Using Emojis and Emoticons at Work
Should workers hit “send” on that smiley face? As with most things, moderation is the key, new research from staffing firm OfficeTeam suggests.
Nearly four in 10 (39%) senior managers interviewed said it’s unprofessional to include emojis or emoticons in work communications, but 61% stated it’s OK, at least in certain situations.
When office workers were asked how they feel about these symbols, 59% said they never or only sparingly use them, while 41% send them at least sometimes.
Senior managers were asked, “Which one of the following statements most closely describes how you feel when someone uses emojis or emoticons in work communications?”
- Smiley face—it’s fun!: 21%
- OK hand sign—it’s fine in certain situations: 40%
- Thumbs down—how unprofessional!: 39%
Workers were asked, “Which of the following statements most closely describes how you feel about using emojis or emoticons in work communications?” Their responses:
- I use them all the time because they help me show the feelings behind the message: 19%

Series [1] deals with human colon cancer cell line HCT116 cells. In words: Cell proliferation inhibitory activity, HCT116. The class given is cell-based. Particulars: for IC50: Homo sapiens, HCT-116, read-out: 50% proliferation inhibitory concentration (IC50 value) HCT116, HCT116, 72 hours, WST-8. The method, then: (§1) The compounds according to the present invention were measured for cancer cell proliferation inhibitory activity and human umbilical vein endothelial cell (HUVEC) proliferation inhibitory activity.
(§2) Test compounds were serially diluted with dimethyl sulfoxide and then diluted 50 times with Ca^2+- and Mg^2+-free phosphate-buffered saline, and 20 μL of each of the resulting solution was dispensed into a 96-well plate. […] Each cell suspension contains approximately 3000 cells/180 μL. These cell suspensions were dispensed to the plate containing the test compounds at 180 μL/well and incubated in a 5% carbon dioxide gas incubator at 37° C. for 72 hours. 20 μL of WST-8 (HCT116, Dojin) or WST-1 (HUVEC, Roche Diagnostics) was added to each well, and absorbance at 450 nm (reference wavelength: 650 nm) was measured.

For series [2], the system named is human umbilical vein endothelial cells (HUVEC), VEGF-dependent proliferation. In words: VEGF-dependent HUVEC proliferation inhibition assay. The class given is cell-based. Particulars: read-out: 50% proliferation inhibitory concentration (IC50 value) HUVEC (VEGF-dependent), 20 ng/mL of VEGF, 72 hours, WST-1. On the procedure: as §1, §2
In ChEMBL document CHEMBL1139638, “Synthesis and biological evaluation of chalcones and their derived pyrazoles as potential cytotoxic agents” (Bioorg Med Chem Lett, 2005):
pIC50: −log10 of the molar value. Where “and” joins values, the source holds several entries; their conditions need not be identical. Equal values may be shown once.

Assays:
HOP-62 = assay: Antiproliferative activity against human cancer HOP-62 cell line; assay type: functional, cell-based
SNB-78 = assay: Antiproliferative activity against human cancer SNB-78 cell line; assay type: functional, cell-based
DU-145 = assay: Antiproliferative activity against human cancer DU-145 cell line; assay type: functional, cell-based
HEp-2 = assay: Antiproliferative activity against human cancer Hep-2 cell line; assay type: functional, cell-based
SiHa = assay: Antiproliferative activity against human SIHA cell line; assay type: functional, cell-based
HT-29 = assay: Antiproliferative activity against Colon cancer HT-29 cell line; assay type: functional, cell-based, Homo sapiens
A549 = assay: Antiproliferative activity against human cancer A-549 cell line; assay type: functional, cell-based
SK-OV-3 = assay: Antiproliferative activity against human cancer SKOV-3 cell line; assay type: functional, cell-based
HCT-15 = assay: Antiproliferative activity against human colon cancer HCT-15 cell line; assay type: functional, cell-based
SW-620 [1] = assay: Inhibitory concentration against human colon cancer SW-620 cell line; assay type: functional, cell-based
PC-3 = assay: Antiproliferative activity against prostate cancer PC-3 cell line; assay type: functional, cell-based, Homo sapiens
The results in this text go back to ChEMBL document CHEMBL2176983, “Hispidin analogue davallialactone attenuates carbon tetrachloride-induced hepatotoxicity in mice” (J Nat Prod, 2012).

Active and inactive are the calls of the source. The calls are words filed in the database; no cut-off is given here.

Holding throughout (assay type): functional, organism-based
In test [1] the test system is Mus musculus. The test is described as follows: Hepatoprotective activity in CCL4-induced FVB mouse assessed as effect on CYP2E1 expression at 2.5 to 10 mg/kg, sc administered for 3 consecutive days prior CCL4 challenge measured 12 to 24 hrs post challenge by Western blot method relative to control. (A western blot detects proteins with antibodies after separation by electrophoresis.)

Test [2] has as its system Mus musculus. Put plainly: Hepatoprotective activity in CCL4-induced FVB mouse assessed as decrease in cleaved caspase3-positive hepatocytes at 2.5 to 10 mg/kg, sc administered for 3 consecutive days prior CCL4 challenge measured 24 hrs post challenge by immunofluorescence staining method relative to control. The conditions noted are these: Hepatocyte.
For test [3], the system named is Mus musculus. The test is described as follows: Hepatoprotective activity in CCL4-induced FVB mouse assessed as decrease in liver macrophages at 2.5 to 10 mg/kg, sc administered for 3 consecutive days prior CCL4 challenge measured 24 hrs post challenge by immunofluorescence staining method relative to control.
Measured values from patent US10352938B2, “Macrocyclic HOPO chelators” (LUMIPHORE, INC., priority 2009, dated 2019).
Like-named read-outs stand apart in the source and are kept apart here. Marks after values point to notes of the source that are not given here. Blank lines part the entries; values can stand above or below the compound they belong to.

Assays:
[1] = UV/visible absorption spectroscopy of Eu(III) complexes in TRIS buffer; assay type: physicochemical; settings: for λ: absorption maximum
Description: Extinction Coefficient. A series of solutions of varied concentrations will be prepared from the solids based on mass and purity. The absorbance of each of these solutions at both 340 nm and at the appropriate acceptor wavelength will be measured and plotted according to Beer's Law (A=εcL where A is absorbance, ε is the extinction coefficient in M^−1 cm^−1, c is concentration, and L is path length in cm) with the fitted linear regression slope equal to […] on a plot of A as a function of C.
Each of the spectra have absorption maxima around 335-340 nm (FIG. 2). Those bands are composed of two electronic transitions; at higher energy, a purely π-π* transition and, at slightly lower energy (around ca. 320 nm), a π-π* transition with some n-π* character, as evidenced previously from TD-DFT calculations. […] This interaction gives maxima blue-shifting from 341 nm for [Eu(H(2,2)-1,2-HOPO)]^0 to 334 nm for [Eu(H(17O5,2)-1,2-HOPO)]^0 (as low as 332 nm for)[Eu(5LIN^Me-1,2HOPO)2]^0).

- I use them sometimes but limit usage to casual exchanges with coworkers and not formal communications with higher-ups: 22%
- I use them sparingly since I don’t think they appear very professional: 26%
- I never use them and prefer to express myself in writing: 33%
OfficeTeam offers workers five tips for using emojis and emoticons:
1. Limit it. Use emojis and emoticons minimally, if at all. Going overboard with these icons could annoy others and muddle your message.
2. Consider your audience. Be mindful of the corporate culture and your relationship with those you’re communicating to. Sending an occasional smiley face to a work friend may be OK, but is less so when interacting with your boss or company leaders.
3. Evaluate the situation. Including these images can add levity, but it depends on the topic. Leave them out when discussing serious matters, as it can appear awkward or rude.
4. Stick to what you know. Don’t use an emoji or emoticon if you aren’t absolutely certain what it represents and how it will be received. Some symbols can be taken the wrong way or have multiple meanings.
5. Just say it. When in doubt, rely on words to get your point across. Opt for in-person or phone discussions with colleagues if it’s helpful to see facial expressions or hear vocal inflections.
The surveys of senior managers and workers were developed by OfficeTeam. They were conducted by independent research firms and include responses from more than 300 senior managers at U.S. companies with 20 or more employees, and more than 350 U.S. workers 18 years or older and employed in office environments.
EXPLORE BY CATEGORY
Stay Connected with CBIA News Digests
The latest news and information delivered directly to your inbox.